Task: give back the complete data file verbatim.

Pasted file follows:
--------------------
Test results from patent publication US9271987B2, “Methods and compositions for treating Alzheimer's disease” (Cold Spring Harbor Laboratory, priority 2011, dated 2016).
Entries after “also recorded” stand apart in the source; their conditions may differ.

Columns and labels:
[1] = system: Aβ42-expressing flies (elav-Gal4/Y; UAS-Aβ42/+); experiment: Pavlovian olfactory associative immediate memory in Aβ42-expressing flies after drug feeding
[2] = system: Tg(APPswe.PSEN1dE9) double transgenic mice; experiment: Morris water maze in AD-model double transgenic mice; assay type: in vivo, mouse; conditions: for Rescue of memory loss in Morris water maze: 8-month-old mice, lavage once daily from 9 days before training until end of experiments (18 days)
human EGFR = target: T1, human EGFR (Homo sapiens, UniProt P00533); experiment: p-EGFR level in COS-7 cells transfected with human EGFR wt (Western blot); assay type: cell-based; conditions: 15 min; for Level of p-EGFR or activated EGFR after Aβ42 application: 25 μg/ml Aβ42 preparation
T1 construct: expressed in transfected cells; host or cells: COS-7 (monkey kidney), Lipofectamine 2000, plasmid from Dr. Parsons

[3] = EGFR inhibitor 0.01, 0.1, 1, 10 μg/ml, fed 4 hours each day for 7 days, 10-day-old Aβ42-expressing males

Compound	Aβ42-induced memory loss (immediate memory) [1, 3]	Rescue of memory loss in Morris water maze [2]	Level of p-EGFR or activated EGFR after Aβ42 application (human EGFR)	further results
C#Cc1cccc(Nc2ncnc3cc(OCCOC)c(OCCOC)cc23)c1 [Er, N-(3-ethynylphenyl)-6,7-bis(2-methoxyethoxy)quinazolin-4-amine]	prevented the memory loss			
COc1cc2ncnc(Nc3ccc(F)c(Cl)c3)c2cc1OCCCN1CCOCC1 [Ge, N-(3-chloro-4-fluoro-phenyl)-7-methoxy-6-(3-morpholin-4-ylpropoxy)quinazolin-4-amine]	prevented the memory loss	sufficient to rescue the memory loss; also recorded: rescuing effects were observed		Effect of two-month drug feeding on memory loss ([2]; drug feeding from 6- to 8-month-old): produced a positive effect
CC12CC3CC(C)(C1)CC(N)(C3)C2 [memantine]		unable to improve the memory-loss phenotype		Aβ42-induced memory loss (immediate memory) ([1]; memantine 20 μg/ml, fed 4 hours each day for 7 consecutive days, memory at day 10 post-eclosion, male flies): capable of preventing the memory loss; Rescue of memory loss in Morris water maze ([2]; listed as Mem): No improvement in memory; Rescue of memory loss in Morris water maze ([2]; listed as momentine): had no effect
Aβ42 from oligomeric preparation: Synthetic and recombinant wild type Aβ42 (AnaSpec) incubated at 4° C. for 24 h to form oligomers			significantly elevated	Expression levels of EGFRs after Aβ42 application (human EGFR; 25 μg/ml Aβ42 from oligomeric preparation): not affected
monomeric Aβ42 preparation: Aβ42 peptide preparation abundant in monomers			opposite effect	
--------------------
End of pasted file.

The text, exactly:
Test results from patent publication US9271987B2, “Methods and compositions for treating Alzheimer's disease” (Cold Spring Harbor Laboratory, priority 2011, dated 2016).
Entries after “also recorded” stand apart in the source; their conditions may differ.

Columns and labels:
[1] = system: Aβ42-expressing flies (elav-Gal4/Y; UAS-Aβ42/+); experiment: Pavlovian olfactory associative immediate memory in Aβ42-expressing flies after drug feeding
[2] = system: Tg(APPswe.PSEN1dE9) double transgenic mice; experiment: Morris water maze in AD-model double transgenic mice; assay type: in vivo, mouse; conditions: for Rescue of memory loss in Morris water maze: 8-month-old mice, lavage once daily from 9 days before training until end of experiments (18 days)
human EGFR = target: T1, human EGFR (Homo sapiens, UniProt P00533); experiment: p-EGFR level in COS-7 cells transfected with human EGFR wt (Western blot); assay type: cell-based; conditions: 15 min; for Level of p-EGFR or activated EGFR after Aβ42 application: 25 μg/ml Aβ42 preparation
T1 construct: expressed in transfected cells; host or cells: COS-7 (monkey kidney), Lipofectamine 2000, plasmid from Dr. Parsons

[3] = EGFR inhibitor 0.01, 0.1, 1, 10 μg/ml, fed 4 hours each day for 7 days, 10-day-old Aβ42-expressing males

Compound	Aβ42-induced memory loss (immediate memory) [1, 3]	Rescue of memory loss in Morris water maze [2]	Level of p-EGFR or activated EGFR after Aβ42 application (human EGFR)	further results
C#Cc1cccc(Nc2ncnc3cc(OCCOC)c(OCCOC)cc23)c1 [Er, N-(3-ethynylphenyl)-6,7-bis(2-methoxyethoxy)quinazolin-4-amine]	prevented the memory loss			
COc1cc2ncnc(Nc3ccc(F)c(Cl)c3)c2cc1OCCCN1CCOCC1 [Ge, N-(3-chloro-4-fluoro-phenyl)-7-methoxy-6-(3-morpholin-4-ylpropoxy)quinazolin-4-amine]	prevented the memory loss	sufficient to rescue the memory loss; also recorded: rescuing effects were observed		Effect of two-month drug feeding on memory loss ([2]; drug feeding from 6- to 8-month-old): produced a positive effect
CC12CC3CC(C)(C1)CC(N)(C3)C2 [memantine]		unable to improve the memory-loss phenotype		Aβ42-induced memory loss (immediate memory) ([1]; memantine 20 μg/ml, fed 4 hours each day for 7 consecutive days, memory at day 10 post-eclosion, male flies): capable of preventing the memory loss; Rescue of memory loss in Morris water maze ([2]; listed as Mem): No improvement in memory; Rescue of memory loss in Morris water maze ([2]; listed as momentine): had no effect
Aβ42 from oligomeric preparation: Synthetic and recombinant wild type Aβ42 (AnaSpec) incubated at 4° C. for 24 h to form oligomers			significantly elevated	Expression levels of EGFRs after Aβ42 application (human EGFR; 25 μg/ml Aβ42 from oligomeric preparation): not affected
monomeric Aβ42 preparation: Aβ42 peptide preparation abundant in monomers			opposite effect	